CORDEN: You're a big fan of Rom-Coms, right?
STYLES: Ummmm, it's been known, yeah. It's been known.
CORDEN: What's your favorite romantic comedy?
STYLES: I think The Notebook.
CORDEN: Do you mean this, or are you just saying this because you know the reaction of females when they watch this, when--
STYLES: No, I feel like I should say my favorite movie is, like, Fight Club or something. It's just not.
--Harry Styles, Carpool Karaoke with James Corden
You’ve heard the voice, right?
Do everything. Do more. Do BETTER. BE BETTER!
I’m not the only one, right? RIGHT?
Please tell me I’m not crazy.
I have a hard time saying no to things.
I have a hard time not comparing myself to everyone.
I put a lot of pressure on myself to do and be a lot of things.
It was true for me in college and it remains true as I head toward my late twenties.
In college, I couldn’t say no to any opportunity that presented itself: lead Young Life, work for the orientation office, audition for a theater production, join the Improv team, choreograph dances, add a second major. Yes. Yes. Yes. I lived under the assumption that more is always more, that I could do all of these things well.
Nowadays, I make to-do lists every day and struggle to enjoy free time for fear that I’m not doing enough. This past Spring, I took on two separate leadership roles at school and said yes to acting in a play. It remains remarkably easy to compare ourselves to those around us (and even those not around us – thanks, Zuckerberg), to feel as though we aren’t doing enough, and to try to be all things to all people.
Maybe I’m crazy, but I suspect I’m not the only one who struggles with this. The challenge is not determining what we want to do, but trying to figure out what we need to give up and say no to in order to pursue the things that we’re committed to. One way to do that is to create a list of things I do and things I do not do, a declaration, an organizing, a commitment, an anti-commitment, and a way to be freed of the unrealistic expectations we place on ourselves.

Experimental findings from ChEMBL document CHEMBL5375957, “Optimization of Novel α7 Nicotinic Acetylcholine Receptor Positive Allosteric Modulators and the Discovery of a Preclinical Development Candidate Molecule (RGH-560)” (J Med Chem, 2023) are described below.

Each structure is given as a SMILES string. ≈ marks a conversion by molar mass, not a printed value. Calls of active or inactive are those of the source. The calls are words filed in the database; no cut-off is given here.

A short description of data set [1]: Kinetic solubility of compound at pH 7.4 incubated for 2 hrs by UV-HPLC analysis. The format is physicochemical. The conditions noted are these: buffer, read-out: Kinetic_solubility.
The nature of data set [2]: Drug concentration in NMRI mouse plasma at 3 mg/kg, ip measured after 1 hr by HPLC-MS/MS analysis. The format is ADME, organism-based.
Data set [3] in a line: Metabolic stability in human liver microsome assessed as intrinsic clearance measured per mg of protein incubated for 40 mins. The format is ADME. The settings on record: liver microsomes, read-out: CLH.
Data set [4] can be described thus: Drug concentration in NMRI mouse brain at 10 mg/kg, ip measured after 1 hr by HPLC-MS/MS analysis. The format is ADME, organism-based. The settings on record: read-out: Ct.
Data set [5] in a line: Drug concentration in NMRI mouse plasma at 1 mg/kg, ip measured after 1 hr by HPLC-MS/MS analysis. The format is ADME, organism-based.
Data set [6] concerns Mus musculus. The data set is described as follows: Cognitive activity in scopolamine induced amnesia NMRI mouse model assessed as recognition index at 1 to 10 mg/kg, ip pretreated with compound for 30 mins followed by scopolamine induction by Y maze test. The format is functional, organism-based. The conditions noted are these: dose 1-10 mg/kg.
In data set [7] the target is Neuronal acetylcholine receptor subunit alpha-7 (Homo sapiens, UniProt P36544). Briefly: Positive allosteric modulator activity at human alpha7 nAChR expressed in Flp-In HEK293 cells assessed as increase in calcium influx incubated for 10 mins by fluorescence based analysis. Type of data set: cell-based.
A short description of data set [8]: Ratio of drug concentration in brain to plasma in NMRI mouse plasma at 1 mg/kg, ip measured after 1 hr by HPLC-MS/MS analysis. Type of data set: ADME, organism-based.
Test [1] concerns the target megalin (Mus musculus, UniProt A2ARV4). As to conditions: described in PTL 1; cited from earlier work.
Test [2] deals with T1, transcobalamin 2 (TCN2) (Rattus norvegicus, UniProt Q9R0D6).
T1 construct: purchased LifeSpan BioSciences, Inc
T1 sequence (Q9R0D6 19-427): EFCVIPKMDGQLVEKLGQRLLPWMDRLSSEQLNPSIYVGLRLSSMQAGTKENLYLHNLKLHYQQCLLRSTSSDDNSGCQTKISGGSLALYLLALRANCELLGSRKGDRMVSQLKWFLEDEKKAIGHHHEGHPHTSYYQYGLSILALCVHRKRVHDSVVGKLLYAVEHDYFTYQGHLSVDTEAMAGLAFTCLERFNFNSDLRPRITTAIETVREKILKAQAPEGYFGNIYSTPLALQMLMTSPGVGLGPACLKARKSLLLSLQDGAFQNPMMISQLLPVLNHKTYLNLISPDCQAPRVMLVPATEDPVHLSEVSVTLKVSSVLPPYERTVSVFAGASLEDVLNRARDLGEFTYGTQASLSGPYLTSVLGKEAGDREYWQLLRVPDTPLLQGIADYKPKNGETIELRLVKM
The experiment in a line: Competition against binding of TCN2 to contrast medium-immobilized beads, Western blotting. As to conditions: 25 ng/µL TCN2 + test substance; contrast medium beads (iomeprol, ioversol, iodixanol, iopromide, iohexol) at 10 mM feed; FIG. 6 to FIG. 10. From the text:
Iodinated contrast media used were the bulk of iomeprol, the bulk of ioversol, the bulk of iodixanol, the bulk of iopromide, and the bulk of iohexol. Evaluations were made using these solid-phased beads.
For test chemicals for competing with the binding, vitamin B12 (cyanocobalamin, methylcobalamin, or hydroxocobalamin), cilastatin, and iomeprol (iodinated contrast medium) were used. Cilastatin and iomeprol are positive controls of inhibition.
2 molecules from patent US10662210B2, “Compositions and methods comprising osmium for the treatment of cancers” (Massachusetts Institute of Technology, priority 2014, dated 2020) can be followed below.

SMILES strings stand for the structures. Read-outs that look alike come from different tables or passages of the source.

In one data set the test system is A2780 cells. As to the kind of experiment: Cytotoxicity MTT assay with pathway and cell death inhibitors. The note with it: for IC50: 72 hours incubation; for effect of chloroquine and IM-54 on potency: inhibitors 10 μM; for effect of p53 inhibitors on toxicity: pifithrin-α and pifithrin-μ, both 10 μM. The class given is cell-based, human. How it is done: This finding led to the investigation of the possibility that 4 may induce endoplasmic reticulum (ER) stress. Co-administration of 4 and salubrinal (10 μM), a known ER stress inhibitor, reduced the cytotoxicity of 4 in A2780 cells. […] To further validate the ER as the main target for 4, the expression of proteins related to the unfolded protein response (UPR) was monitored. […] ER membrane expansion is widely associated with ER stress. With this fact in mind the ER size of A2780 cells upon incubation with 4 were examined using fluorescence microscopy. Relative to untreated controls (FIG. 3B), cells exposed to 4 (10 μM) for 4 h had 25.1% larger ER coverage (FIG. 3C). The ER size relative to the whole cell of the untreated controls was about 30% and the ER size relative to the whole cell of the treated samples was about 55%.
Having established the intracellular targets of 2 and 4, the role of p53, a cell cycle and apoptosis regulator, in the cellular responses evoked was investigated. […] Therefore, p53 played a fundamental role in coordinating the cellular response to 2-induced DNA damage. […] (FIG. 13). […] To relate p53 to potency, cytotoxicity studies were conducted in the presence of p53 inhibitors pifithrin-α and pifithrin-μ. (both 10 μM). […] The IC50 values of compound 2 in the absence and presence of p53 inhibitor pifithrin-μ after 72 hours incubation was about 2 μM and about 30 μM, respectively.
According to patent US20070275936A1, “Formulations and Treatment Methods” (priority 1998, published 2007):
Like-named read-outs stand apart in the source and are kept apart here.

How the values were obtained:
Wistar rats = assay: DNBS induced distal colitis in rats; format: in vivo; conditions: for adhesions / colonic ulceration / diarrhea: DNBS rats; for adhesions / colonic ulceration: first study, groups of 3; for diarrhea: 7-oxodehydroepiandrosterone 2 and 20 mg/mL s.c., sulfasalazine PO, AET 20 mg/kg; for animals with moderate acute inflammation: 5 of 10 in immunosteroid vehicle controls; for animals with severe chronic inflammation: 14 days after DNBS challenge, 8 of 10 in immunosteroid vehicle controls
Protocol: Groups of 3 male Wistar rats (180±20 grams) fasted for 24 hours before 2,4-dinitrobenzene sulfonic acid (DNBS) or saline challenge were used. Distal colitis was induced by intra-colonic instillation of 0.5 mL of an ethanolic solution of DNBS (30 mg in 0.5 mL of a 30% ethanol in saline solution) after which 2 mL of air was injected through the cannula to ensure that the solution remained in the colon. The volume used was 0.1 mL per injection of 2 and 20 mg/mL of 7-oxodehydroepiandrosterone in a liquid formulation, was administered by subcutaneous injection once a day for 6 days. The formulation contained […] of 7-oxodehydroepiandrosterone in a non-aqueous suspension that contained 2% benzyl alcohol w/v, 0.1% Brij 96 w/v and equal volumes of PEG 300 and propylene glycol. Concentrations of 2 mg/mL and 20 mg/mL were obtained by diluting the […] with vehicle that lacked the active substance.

Before I begin, I should note that this list isn't necessarily permanent and unchanging for the remainder of life, but rather a list of things I do and don’t do at this stage of my life, as a grad student living in Grand Rapids, Michigan. This is my list, and yours probably (definitely) will look different. I’m not arguing that these will never change, though many won’t. Times and routines change, hobbies develop and different stages of life allow for different activities and habits. That’s ok and good and messy and wonderful. Creating this list, I think, can be freeing and exhilarating and fun and meaningful and absolutely necessary. So, without further ado, here's a few things I do and a few things I don't.
Things I Do
I invest in my marriage. It’s the most important thing in my life, and I’m committed to protecting and bettering it. This means, at times, choosing to say no to certain things so I can say yes to growing my relationship with Kendahl. It means spending quiet time together, sipping coffee or wine, listening even though I’m not naturally good at it, going for walks and drives, and laughing together a lot. It also means unashamedly watching a lot of Netflix (see below). It means budgeting for and planning travel together, going to concerts, and sitting on the couch together so she can study while I watch football on Sundays.
I spend time in community. Our small group has been an encouragement and blessing to us, and we are committed to that. We strive to spend time with friends as much as possible, amidst the busyness that everyone deals with. Community encourages and sustains us.
I read. I read books about sports, biographies, books about faith, and novels. Even though I’m currently a student, I have decided to protect the time before bed for reading. I try to consistently read the Bible in the morning and commit the day to God through prayer. Reading is and has always been essential for me.
I write. I want to continue to get better as a writer and provide a space where people can connect, re-energize, laugh, and be encouraged. I want to tell the truth as I see it. I want to continue to tell stories. Writing is therapeutic and good and beautiful and I don’t want to stop.
I watch Netflix. Kendahl and I have indulged in so many great shows over the past couple years: Bloodline, Unbreakable Kimmy Schmidt (fantastic intro song -- unnnnnn BREAKable), Parenthood (I know, I know, late to the party), Dexter (I KNOW!!!!!), New Girl, and, currently, The Killing and Aziz Ansari’s Master of None. People, we’re living in the Golden Age of television. If you don’t have TV, that’s fine, but just be prepared for plenty of awkward silences the next time we see each other. (WHAT WILL WE TALK ABOUT?!?!?!?!?!)